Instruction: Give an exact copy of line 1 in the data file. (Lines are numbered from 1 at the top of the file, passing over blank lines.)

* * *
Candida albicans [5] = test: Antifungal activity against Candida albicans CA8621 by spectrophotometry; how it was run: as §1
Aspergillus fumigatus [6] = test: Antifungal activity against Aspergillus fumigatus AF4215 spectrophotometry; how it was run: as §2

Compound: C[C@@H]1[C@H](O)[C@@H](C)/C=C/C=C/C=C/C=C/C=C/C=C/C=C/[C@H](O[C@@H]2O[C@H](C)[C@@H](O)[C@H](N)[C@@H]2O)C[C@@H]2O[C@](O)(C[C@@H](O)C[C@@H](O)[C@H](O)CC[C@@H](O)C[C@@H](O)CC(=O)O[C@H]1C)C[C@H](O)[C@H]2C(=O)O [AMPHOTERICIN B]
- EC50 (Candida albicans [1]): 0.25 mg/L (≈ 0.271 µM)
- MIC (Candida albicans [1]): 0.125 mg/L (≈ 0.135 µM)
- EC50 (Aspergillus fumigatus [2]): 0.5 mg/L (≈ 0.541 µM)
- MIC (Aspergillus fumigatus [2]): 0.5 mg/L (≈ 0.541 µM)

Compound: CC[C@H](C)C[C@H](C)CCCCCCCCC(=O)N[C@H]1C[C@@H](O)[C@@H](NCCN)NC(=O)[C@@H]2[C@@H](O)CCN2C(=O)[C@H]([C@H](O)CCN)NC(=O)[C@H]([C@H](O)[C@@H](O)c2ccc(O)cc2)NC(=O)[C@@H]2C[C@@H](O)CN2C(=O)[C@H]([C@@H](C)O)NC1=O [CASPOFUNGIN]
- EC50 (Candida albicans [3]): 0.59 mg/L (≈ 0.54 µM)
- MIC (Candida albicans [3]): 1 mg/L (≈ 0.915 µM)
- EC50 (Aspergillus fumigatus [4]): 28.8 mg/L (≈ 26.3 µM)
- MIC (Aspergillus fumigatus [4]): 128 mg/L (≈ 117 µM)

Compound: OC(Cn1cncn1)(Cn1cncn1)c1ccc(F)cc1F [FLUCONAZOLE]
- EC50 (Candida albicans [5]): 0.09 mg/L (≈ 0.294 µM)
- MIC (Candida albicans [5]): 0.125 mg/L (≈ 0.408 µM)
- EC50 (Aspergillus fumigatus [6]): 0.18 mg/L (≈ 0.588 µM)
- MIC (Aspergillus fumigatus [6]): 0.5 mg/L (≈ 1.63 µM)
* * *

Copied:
Candida albicans [5] = test: Antifungal activity against Candida albicans CA8621 by spectrophotometry; how it was run: as §1